Everybody's a critic, and nobody gets criticized more than the Fed chair. One of the recent actions taken by the Federal Reserve Bank, facilitating J.P. Morgan Chase's buying of Bear Steans, has been deeply scrutinized and heavily criticized.
One critic, Donald Luskin, writes for the SmartMoney website. In his column today he has a link to the actual document that JPMC and the Fed signed to consumate the deal.
Former Fed Chairman Paul Volcker remarked skeptically this week that this deal caused the Fed to "extend to the very edge of its lawful and implied powers." He's right. By statute, the Fed can buy plain-vanilla mortgage-backed securities, although in practice it virtually never does. So this deal with J.P. Morgan — which for all the world has every defining characteristic of an outright purchase of the Bear portfolio of very much not plain-vanilla securities — is elaborately structured to masquerade as a loan.
It is unusual for a former Fed official to speak skeptically about the institution or its current officials. Volcker verbalized the critcisms many have about the deal, and his reputation added sting to the words.
Having saved the world, the Fed must feel a little stung by Volcker's rather pointed second-guessing. It's nearly unprecedented for a former Fed official to speak out publicly against the actions of that august and secretive institution. But then again it's an election year, and Volcker is a Democrat who was appointed by Jimmy Carter, while current Fed Chief Ben Bernanke is a Republican appointed by George W. Bush.
Politics in economics? Nah, impossible.
Former Fed Chief Alan Greenspan has been coming in for his share of criticism, too. Many observers are musing publicly that the Bear Stearns collapse wouldn't have happened in the first place — indeed, that the whole housing bubble and subprime lending debacle that led to the Bear Stearns collapse, and to so much other agony in markets — if it weren't for Greenspan's missteps.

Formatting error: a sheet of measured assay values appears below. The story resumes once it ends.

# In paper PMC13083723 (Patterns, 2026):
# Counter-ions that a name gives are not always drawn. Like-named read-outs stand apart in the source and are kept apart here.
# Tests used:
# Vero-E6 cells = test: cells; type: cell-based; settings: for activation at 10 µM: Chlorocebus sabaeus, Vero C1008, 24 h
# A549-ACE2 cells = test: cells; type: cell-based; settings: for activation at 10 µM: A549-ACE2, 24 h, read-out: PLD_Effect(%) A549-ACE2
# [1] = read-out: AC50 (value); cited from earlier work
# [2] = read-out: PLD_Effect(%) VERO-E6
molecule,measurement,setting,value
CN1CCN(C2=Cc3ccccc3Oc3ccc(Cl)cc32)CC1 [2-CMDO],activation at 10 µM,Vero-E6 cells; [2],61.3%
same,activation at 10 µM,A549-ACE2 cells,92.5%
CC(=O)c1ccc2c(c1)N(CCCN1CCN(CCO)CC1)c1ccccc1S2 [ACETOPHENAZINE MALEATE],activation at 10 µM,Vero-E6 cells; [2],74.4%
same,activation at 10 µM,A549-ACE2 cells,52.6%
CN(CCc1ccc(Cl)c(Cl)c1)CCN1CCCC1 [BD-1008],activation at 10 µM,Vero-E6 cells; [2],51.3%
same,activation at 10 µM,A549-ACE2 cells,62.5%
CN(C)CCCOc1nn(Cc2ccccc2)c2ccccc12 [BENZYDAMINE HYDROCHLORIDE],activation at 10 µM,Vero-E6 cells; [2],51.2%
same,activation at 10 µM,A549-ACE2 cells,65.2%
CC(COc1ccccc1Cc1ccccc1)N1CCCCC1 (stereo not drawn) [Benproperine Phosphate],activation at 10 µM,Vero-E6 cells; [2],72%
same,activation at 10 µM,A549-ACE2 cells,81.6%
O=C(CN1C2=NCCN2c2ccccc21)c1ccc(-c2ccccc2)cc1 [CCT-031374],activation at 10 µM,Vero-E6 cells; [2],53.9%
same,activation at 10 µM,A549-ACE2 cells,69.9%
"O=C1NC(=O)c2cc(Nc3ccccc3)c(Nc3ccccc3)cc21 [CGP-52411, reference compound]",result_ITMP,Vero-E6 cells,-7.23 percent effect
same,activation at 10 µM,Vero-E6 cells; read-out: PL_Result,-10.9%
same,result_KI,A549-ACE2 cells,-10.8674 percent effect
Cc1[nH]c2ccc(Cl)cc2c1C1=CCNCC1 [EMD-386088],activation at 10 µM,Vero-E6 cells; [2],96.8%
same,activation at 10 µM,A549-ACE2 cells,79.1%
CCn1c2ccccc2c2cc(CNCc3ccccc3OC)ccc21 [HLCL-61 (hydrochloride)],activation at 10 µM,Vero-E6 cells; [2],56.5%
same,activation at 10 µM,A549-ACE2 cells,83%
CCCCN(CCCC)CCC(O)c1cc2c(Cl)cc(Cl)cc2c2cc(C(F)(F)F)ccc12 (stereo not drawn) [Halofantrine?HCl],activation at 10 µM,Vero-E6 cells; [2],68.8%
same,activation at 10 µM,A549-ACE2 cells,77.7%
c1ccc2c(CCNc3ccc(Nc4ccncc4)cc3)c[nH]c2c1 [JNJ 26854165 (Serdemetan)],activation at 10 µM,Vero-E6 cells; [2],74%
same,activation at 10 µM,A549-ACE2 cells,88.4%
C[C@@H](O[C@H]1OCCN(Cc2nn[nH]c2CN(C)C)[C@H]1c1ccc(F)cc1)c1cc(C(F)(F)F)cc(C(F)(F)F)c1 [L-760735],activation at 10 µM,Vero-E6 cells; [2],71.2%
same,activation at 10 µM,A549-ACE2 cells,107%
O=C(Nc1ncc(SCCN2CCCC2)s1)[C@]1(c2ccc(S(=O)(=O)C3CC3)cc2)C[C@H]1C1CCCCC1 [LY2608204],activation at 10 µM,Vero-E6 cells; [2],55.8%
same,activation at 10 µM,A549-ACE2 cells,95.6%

For years people in government and on Wall Street fell over each other and their own feet to rush to the altar where Chairman Greenspan sat and kiss his ring and sing his praises. Eighteen years. But now it's open season on the former Chairman. He thinks it unfair. A jilted lover, he can not believe the things people are saying about him. And people are treating him with the disdain of a disappointed lover: Greenspan is ugly, I never really loved him anyway, and he's the reason the Yankees didn't win the Series.
... Greenspan lowered interest rates too low in 2002 and 2003, and left them too low for too long in 2004 and 2005. The critics are also faulting Greenspan for not being a better regulator. It's ironic. When Greenspan left the Fed in 2006, he went out in a blaze of adulation — hailed universally as "the greatest central banker who ever lived." Oh, how the mighty have fallen. Greenspan has even had to come out in his own defense, both writing a lengthy reply to his critics in the Financial Times this week, and answering probing questions in an interview with The Wall Street Journal.
Easy to kick 'em when they're down, or out of office, anyway. As Kermit the Frog once said, it's not easy being green.